The situation is a far cry from a few short years ago, when orders for the kind of commercial and office projects Keltbray had always specialised in collapsed almost overnight following the credit crunch. “It’d be fair to say that as a combination of us making acquisitions, and a slowing down in our core business, there were some times that were bloody tight and difficult. Scary. There were a few moments when you said, ‘Jesus Christ, this doesn’t look very good.’”

Kerr personally injected cash to support the business - he won’t say how much - and he says it was this, alongside the “very strong management team” and a loyal banker, that kept Keltbray going in the dark times.

There were some times that were bloody tight and difficult. Scary. There were a few moments when you said, ‘Jesus Christ, this doesn’t look very good’

But it was also saved by the fact it was already embarking upon a diversification strategy when the crunch hit. A strategic review in 2006/07 had highlighted Keltbray’s exposure to the commercial market, prompting a plan to create a £250m-turnover business across a variety of sectors. While the turnover aspiration quickly became unrealistic in the downturn, in some ways the recession actually helped the implementation of this strategy, allowing the company to pick up asbestos remediation firm Pectel and rail contractor Gamble relatively cheaply.

Kerr says there is no intention to change direction now the market has turned. “We decided very definitely we didn’t want to create some mega company that was going to be difficult to control and manage; we decided to go for a business that would spread between the core business and the new markets - without increasing the management team overhead. That is still the plan.”

But with a much broader business, is there a danger of losing focus on the activity that has made Keltbray’s reputation? “The core business is very much the boiler house, or the heart and soul of the group. Our eye is always and always will be focused strongly on our core business because without it we wouldn’t be where we are today.”

The rain maker

Kerr says it is the range of Keltbray’s core services - going beyond demolition to piling, groundworks and substructure construction - that has won it clients, with the extended time on site giving them more time to hone designs before having to engage a main contractor. But clearly some part of Keltbray’s success is down to Kerr’s charisma - a card he has played as hard as he can, with years of entertaining “every night”.

Brian Teale, a board member at Future Designs, says: “He is very gregarious, and very charming, very good at networking and putting people together. He has friends in significant places.”

This socialising, Kerr says, includes beers with the machine drivers on a Friday evening as well as dinners with bankers, company directors and politicians. Kerr says: “I’m proud to say my social network is second to none. It’s based on personality and getting on with people.”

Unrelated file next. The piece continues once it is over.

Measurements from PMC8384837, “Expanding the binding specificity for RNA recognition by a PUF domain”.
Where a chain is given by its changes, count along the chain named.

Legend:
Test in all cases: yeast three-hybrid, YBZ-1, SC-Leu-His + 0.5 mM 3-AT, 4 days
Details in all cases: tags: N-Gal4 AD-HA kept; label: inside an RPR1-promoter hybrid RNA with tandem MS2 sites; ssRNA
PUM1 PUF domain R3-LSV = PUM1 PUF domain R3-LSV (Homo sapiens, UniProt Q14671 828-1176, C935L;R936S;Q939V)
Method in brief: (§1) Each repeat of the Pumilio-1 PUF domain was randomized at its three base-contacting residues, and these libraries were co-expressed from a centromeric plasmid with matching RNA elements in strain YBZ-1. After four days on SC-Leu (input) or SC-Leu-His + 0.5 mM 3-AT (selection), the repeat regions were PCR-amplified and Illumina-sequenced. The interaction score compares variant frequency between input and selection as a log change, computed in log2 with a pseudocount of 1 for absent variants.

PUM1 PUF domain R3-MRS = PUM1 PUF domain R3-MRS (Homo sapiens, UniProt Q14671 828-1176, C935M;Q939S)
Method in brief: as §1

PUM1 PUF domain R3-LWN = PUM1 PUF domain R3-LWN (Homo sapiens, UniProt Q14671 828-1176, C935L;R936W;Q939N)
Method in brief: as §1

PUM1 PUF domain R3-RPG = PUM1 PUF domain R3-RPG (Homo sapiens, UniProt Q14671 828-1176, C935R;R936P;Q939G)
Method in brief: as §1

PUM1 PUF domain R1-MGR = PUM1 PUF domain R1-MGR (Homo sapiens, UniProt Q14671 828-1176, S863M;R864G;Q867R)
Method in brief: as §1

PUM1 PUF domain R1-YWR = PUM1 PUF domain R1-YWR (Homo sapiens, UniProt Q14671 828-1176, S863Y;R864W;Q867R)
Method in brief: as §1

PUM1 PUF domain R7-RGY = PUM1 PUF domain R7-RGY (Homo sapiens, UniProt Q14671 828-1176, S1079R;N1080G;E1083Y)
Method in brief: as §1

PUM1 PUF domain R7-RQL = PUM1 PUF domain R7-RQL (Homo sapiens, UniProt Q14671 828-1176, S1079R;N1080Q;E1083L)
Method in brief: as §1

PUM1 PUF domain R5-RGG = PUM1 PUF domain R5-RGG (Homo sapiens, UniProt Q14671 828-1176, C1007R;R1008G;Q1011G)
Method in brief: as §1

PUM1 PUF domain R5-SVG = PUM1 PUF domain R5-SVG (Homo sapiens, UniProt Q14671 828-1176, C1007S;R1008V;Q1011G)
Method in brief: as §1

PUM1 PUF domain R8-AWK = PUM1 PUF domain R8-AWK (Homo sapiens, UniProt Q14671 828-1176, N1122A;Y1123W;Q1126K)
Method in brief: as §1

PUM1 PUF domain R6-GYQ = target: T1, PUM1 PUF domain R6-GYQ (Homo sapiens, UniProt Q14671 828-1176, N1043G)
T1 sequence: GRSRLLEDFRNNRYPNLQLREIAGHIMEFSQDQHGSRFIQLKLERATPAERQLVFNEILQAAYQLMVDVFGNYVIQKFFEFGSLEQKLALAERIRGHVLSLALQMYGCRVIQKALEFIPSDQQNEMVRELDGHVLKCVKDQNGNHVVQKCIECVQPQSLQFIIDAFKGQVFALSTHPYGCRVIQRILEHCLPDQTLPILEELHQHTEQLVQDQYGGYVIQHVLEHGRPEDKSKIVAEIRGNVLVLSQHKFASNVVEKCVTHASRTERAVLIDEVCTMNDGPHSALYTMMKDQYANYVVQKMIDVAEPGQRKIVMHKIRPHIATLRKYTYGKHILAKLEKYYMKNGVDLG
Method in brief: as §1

But he’s also adamant that the company’s performance is not forgotten. “You can have a personal relationship with an MD, and take him out for lunch once a month, but if you don’t actually go and do a job for him and over-perform, it wouldn’t last five minutes.”

As a carpenter running what is now effectively a complex engineering business, Kerr says he has also made it his business to employ “the right people”, such as his respected operational lieutenant John Price, who joined from Costain, and non-executive director Tony Douglas, formerly of BAA and Laing O’Rourke. A quarter of pre-tax profits are shared with his management team each year to incentivise performance, and he says the business is run with openness.

His claim to have helped professionalise the demolition sector through running Keltbray like a small PLC has some validity; but the truth is no PLC would be happy with so much power concentrated in one person’s hands. “Look, I’m the rain maker. But I wouldn’t be so stupid to employ a professional board of directors to help me run the business, and subsequently ignore their input. We’re not a hire and fire outfit.

So with a trusted management team, and no financial need to be a chief executive (his ownership of the business makes Kerr worth at least £50m), does he plan to stay in direct control? “I want to be at the helm for another 15 years at least.”

And furthermore: “There’s nothing on the cards for a trade sale or a flotation or anything. We want to stay a friendly, family, personally run business with direct and strong contacts with our client base.”

An hour spent with the man from Belfast is certainly enough to persuade you that Keltbray will be the better for him sticking around.

 

Keltbray - how it has expanded
2008
Acquires specialist asbestos remediation company, Pectel
2009 Keltbray Piling is established
2009 Acquires specialist track maintenance and renewal company Gamble Rail
2010 Acquires overhead line and track solutions specialist Aspire Rail Consultants
2010 Establishes waste remediation division Environmental Materials Management
2010 Acquires Golf Environmental
2013 Sets up Keltbray Remediation

How Kerr took control
Brendan Kerr first gained a stake in Keltbray in 1993 after he threatened to leave in order to set up his own company, gaining a fifth of the business for just £35,000 and the job of development director. That stake today would be worth in the region of £10m. He then set about purchasing the stakes of the four owners, buying out the first in 1995 for £500,000 and the second in 1996 for £600,000. With the business expanding quickly he had to pay more for the rest, buying a further 20% in 1999 for £1.2m and the final owner’s stake in 2003 for £5m - a total purchase price of just over £7m. At that point he was named group chief executive and sole shareholder. The business is now thought to be worth £50m.

Pinnacle

This article was published in print with the headline “Toil and rubble”.

Source: Dimitri Hon